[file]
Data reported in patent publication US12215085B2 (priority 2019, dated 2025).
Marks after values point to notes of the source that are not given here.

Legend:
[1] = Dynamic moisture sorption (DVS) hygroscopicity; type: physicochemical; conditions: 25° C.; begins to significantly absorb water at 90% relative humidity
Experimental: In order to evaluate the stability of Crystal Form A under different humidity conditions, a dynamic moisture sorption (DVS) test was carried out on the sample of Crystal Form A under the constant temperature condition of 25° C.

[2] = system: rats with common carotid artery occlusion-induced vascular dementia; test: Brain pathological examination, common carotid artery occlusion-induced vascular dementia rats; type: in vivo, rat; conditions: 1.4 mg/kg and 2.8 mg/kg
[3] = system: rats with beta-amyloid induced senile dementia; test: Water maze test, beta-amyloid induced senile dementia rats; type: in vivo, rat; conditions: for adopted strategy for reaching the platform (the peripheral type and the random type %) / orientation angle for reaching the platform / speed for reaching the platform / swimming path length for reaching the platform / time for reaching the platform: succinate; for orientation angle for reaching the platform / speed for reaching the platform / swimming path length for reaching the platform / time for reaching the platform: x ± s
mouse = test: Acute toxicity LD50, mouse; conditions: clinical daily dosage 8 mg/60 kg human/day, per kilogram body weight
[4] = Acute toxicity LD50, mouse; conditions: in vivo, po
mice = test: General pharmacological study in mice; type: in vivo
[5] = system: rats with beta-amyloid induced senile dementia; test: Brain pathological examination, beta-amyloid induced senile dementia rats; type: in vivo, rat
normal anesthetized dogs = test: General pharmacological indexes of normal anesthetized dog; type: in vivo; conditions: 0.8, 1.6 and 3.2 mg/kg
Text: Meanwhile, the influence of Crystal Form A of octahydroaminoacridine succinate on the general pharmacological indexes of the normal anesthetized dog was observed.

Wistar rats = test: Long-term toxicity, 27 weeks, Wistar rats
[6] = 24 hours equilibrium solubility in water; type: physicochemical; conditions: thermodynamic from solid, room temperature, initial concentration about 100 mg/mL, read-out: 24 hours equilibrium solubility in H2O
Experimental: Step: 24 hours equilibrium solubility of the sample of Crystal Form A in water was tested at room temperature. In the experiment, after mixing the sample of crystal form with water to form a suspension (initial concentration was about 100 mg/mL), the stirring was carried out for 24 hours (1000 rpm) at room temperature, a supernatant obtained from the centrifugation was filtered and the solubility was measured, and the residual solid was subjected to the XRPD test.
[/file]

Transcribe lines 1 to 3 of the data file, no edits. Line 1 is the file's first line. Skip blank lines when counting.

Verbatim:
Data reported in patent publication US12215085B2 (priority 2019, dated 2025).
Marks after values point to notes of the source that are not given here.

Legend: